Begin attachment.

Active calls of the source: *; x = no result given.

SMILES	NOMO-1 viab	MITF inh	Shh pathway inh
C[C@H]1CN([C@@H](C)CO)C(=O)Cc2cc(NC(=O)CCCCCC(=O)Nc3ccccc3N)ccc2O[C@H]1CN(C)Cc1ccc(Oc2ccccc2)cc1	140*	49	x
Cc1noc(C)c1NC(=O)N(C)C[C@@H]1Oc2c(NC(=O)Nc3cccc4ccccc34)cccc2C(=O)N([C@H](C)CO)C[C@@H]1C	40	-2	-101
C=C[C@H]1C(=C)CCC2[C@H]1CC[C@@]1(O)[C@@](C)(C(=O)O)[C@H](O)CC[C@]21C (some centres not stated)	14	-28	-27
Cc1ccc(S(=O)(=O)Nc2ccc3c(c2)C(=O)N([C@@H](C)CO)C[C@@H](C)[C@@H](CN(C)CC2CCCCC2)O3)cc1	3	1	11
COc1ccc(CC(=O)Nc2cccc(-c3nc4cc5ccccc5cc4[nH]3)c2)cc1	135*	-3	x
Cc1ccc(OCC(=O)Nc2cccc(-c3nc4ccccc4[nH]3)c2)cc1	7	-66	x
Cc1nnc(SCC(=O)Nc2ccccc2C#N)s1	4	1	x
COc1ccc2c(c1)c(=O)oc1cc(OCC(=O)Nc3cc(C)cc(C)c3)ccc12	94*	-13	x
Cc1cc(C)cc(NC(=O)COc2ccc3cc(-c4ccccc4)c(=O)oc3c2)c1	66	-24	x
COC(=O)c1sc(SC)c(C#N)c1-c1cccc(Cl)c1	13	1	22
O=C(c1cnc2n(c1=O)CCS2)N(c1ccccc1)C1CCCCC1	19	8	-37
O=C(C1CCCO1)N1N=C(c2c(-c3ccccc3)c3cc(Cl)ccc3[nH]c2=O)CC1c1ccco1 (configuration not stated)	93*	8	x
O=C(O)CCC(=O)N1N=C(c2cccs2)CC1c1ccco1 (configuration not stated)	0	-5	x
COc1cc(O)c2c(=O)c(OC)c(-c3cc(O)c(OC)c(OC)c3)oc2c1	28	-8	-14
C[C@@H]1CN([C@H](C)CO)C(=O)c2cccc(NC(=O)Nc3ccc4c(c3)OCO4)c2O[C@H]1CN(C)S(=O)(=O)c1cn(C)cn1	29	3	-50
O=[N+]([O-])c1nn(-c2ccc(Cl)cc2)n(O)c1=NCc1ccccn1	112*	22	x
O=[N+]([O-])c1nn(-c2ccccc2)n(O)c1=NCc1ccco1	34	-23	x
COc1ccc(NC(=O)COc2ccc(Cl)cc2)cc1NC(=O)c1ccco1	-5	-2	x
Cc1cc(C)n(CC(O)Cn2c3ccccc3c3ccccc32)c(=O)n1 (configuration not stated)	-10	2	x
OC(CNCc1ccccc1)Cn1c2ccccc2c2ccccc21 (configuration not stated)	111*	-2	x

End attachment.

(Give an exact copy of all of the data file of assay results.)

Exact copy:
Active calls of the source: *; x = no result given.

SMILES	NOMO-1 viab	MITF inh	Shh pathway inh
C[C@H]1CN([C@@H](C)CO)C(=O)Cc2cc(NC(=O)CCCCCC(=O)Nc3ccccc3N)ccc2O[C@H]1CN(C)Cc1ccc(Oc2ccccc2)cc1	140*	49	x
Cc1noc(C)c1NC(=O)N(C)C[C@@H]1Oc2c(NC(=O)Nc3cccc4ccccc34)cccc2C(=O)N([C@H](C)CO)C[C@@H]1C	40	-2	-101
C=C[C@H]1C(=C)CCC2[C@H]1CC[C@@]1(O)[C@@](C)(C(=O)O)[C@H](O)CC[C@]21C (some centres not stated)	14	-28	-27
Cc1ccc(S(=O)(=O)Nc2ccc3c(c2)C(=O)N([C@@H](C)CO)C[C@@H](C)[C@@H](CN(C)CC2CCCCC2)O3)cc1	3	1	11
COc1ccc(CC(=O)Nc2cccc(-c3nc4cc5ccccc5cc4[nH]3)c2)cc1	135*	-3	x
Cc1ccc(OCC(=O)Nc2cccc(-c3nc4ccccc4[nH]3)c2)cc1	7	-66	x
Cc1nnc(SCC(=O)Nc2ccccc2C#N)s1	4	1	x
COc1ccc2c(c1)c(=O)oc1cc(OCC(=O)Nc3cc(C)cc(C)c3)ccc12	94*	-13	x
Cc1cc(C)cc(NC(=O)COc2ccc3cc(-c4ccccc4)c(=O)oc3c2)c1	66	-24	x
COC(=O)c1sc(SC)c(C#N)c1-c1cccc(Cl)c1	13	1	22
O=C(c1cnc2n(c1=O)CCS2)N(c1ccccc1)C1CCCCC1	19	8	-37
O=C(C1CCCO1)N1N=C(c2c(-c3ccccc3)c3cc(Cl)ccc3[nH]c2=O)CC1c1ccco1 (configuration not stated)	93*	8	x
O=C(O)CCC(=O)N1N=C(c2cccs2)CC1c1ccco1 (configuration not stated)	0	-5	x
COc1cc(O)c2c(=O)c(OC)c(-c3cc(O)c(OC)c(OC)c3)oc2c1	28	-8	-14
C[C@@H]1CN([C@H](C)CO)C(=O)c2cccc(NC(=O)Nc3ccc4c(c3)OCO4)c2O[C@H]1CN(C)S(=O)(=O)c1cn(C)cn1	29	3	-50
O=[N+]([O-])c1nn(-c2ccc(Cl)cc2)n(O)c1=NCc1ccccn1	112*	22	x
O=[N+]([O-])c1nn(-c2ccccc2)n(O)c1=NCc1ccco1	34	-23	x
COc1ccc(NC(=O)COc2ccc(Cl)cc2)cc1NC(=O)c1ccco1	-5	-2	x
Cc1cc(C)n(CC(O)Cn2c3ccccc3c3ccccc32)c(=O)n1 (configuration not stated)	-10	2	x
OC(CNCc1ccccc1)Cn1c2ccccc2c2ccccc21 (configuration not stated)	111*	-2	x